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Assessing Victorian masonry arch bridges for asset management

last modified Feb 26, 2016 09:57 AM
Masonry arch bridges are an integral part of the UK’s road, rail and waterway infrastructure. These enduring structures have shown themselves to be robust and reliable but many are now facing challenges due to age and modern use.


Image: Instrumentation of the rail viaduct in Leeds

Understanding the behaviour of these bridges will be key to securing their continued effective use. CSIC’s masonry arch bridge research, led by Dr Matthew DeJong and Dr Sinan Acikgoz, aims to quantify the vulnerability of these structures and provide detailed and accurate data that will better inform maintenance programmes and asset management.

CSIC is currently working with Industry Partner Network Rail to monitor an operational rail viaduct in Leeds. In September last year, CSIC began taking measurements of the viaduct’s dynamic response, and the deployment team has now instrumented part of the Victorian railway viaduct to better understand and assess the dynamic and long-term response to loads.

“We are interested in quantifying the dynamic response mechanism of the viaduct to understand if the existing damage intervenes with the load path and, secondly, if the existing damage is progressively getting worse due to temperature cycles and dynamic loads,” said Sinan Acikgoz, Research Associate at CSIC.

Assessment of these structures often relies on visual inspection and engineering experience to establish when and where a bridge requires intervention. CSIC is combining a range of sensing technologies to monitor the dynamic response, with the aim of quantifying degradation and establishing the long-term load capacity.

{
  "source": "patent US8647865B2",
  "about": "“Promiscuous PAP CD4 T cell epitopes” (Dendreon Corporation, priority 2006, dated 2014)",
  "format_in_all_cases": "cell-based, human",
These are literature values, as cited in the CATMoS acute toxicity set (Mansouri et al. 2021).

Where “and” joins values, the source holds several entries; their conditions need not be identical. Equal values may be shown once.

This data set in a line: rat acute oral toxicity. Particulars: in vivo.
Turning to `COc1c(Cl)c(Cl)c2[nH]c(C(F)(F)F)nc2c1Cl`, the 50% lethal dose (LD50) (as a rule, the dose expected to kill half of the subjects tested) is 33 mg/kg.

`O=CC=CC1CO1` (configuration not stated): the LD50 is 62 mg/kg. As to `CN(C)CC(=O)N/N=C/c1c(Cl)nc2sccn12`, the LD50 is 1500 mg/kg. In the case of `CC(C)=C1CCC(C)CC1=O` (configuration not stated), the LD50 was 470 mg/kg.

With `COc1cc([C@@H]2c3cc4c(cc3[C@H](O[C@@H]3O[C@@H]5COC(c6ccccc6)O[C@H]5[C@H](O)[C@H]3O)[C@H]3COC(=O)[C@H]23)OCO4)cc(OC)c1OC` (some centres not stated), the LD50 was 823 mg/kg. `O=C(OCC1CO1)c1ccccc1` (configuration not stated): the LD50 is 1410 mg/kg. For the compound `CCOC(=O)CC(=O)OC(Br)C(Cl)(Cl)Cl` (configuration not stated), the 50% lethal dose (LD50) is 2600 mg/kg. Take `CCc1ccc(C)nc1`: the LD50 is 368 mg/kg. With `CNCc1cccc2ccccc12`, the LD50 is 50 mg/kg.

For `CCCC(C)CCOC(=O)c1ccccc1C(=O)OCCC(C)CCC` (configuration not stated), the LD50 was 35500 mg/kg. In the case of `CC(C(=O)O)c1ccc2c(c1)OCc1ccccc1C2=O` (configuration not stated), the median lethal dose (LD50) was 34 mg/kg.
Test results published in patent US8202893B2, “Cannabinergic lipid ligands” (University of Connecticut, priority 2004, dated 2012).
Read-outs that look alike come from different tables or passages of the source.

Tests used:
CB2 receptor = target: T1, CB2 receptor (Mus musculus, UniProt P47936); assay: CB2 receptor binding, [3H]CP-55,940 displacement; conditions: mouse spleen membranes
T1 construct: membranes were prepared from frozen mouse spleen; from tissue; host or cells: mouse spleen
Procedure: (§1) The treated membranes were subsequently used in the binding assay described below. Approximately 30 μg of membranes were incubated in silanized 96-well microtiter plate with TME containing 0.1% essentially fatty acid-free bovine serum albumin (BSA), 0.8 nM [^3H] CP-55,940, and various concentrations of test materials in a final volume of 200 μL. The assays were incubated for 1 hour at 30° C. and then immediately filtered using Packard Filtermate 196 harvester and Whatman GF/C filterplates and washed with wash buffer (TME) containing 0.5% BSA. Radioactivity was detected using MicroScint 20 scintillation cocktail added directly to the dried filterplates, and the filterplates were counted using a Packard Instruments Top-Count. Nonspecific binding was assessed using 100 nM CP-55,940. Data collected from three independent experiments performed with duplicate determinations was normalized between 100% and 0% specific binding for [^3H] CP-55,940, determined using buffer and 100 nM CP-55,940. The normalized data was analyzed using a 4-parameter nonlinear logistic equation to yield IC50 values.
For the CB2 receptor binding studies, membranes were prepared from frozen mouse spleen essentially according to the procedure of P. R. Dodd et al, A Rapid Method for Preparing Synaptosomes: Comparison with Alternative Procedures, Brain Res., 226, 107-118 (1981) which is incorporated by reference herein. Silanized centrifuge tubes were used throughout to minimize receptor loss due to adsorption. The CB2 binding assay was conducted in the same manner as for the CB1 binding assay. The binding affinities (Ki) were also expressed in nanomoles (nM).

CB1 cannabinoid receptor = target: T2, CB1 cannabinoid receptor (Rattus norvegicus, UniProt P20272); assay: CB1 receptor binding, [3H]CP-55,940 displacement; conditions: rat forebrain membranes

“This application really takes advantage of distributed sensors. We need to be able to monitor many points on the structure to fully understand how it behaves and responds to loads,” said Sinan.

A number of technologies are being used to gauge the dynamic response, including fiber Bragg grating (FBG) and laser vibrometry. In addition, strain sensing fibre optic cables (BOTDR) and laser scanners are being used to measure the long-term response.

“This instrumentation, which is the first of its kind on this type of masonry arch, offers increased data with an impressive level of accuracy,” said Sinan. “We are currently analysing the data to quantify the responses of the arch to load.

“The bridge is visibly damaged due to water leakage and past settlements and there has already been maintenance intervention. We want to know if the intervention has been successful or if we need to do more.”

The next step is to instrument the adjacent arch to compare and contrast the collected data with that collected from the first arch. This part of the project will take place in early spring.

Potentially there are multiple benefits from this project: “We will combine sensors and modelling tools to form a better picture of the behaviour of these structures. This will provide accurate information for important decision making in asset management which could be of significant value to asset owners and operators.”